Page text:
Ripcord

Jun 24, 2020    Josh LeBlanc
How many of you are planning your exit strategy right now? You’ve got your donut of misery set up and you know the exact day, hour, and minute until you are finally free!! Free from enduring the suck, free from military pomp and circumstance, free from crazy-ass shifts, working in the freezing cold or the pouring rain, and all of the politics that comes with trying to make your way through the ranks, and your career. You are undoubtedly ready to control your destiny, when you come when you go, where you live, and all of the rest of the things that the military has decided for you over the years.

About twelve months ago this was me, I was done, ready to hang it up and start living my life somewhere else, on my own time and by my own rules. Fast forward to today, and I would give anything to unselect that button and be back in the fight with my team. I can honestly say since I retired I have wanted nothing more than to put the uniform back on and go to work. One word of caution, think long and hard before you pull the ripcord.

Honestly, my transition has run as smooth as it possibly could, I was approved for the skill bridge program, which if you aren’t aware of is a DoD program that allows retiring or separating members to complete a six-month internship as a PTDY. (More on that here, https://dodskillbridge.usalearning.gov/) The program has been awesome. I interviewed with a company, was selected for an internship, completed my internship, and was hired by the company to a permanent position. Like I said the transition couldn’t have gone any smoother, however, even though everything was falling into place, I was falling apart on the inside.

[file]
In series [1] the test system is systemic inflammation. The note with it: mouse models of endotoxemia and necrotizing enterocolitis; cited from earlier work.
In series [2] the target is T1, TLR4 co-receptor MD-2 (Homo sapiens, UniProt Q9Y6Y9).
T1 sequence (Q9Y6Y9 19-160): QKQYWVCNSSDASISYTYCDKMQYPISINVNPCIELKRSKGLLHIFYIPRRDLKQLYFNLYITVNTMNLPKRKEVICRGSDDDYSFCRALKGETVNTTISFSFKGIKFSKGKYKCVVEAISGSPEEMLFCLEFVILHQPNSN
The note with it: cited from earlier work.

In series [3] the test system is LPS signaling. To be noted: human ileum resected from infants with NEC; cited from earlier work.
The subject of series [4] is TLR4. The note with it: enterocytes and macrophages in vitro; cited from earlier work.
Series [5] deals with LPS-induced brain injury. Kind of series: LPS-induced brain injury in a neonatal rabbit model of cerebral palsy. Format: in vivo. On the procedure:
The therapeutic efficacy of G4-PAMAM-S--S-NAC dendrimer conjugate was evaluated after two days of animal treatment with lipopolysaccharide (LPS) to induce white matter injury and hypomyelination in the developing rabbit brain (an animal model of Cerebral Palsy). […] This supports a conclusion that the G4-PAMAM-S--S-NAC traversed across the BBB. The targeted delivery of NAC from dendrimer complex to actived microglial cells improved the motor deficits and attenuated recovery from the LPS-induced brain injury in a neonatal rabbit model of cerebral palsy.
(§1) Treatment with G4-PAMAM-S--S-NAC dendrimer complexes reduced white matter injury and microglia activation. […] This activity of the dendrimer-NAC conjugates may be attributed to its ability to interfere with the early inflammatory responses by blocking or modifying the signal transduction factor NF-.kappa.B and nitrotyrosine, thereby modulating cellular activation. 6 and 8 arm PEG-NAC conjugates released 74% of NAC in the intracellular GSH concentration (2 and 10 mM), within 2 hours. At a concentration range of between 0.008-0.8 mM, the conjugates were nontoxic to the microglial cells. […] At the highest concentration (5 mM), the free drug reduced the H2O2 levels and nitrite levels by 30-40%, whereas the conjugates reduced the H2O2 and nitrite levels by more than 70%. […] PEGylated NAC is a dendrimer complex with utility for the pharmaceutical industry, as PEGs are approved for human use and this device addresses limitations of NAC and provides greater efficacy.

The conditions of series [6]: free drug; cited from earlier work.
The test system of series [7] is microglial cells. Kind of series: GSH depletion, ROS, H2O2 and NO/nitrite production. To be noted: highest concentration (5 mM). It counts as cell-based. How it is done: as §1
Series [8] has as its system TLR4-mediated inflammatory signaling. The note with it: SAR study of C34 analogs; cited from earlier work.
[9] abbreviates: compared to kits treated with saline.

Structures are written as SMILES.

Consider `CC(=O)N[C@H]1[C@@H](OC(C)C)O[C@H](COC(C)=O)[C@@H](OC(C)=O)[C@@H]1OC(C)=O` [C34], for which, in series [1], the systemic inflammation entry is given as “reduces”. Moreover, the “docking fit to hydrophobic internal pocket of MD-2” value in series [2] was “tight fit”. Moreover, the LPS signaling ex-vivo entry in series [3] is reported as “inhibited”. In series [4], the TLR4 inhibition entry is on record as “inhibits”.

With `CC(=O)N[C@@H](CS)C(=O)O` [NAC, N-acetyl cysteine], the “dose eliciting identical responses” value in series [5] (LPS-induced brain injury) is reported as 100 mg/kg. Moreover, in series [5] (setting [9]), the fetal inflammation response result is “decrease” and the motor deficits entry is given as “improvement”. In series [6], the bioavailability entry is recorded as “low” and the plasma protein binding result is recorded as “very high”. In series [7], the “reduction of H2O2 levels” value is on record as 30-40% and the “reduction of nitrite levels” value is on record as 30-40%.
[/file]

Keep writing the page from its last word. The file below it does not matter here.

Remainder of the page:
If you have ever disliked military culture, if you are like me, you will crave it when it is not there anymore. The leadership, friendships, and camaraderie in the corporate world are a far cry from what you have undoubtedly become accustomed to. I’m not saying people aren’t kind, or that I haven’t made good friendships, I just mean it is different. If you come from a small community or a tight nit unit, you, like me, will most likely feel like a fish out of water. Again, not bad, but something that you should be prepared for.

We all have to exit the service at some point, some will exit and never miss a beat, but some will exit and feel lost, out of place, and crave familiarity. The civilian job market is different, the people are different, that’s not a bad thing, but something you should definitely be cognizant of prior to jumping out into a whole new world. My advice, build a support system and hang on to your friends.

We talk about building a herd, creating a tight inner circle, and a support system. I can tell you that had I not had that in place, I would be in a world of hurt. Luckily, I have strong friendships, many right here inside the network, people that always have my best interest at heart and will provide support and guidance whenever it is needed, others that will forever be my brothers and sisters in uniform.

I’m excited for what the future holds, but I would be lying to you if I said I didn’t miss everything about my unit, my troops, and my military family. Whether you’re struggling with the decision, or in the ejection seat ready to pull the ripcord the very second you are eligible, remember, Every Warrior will be there to help you through the transition.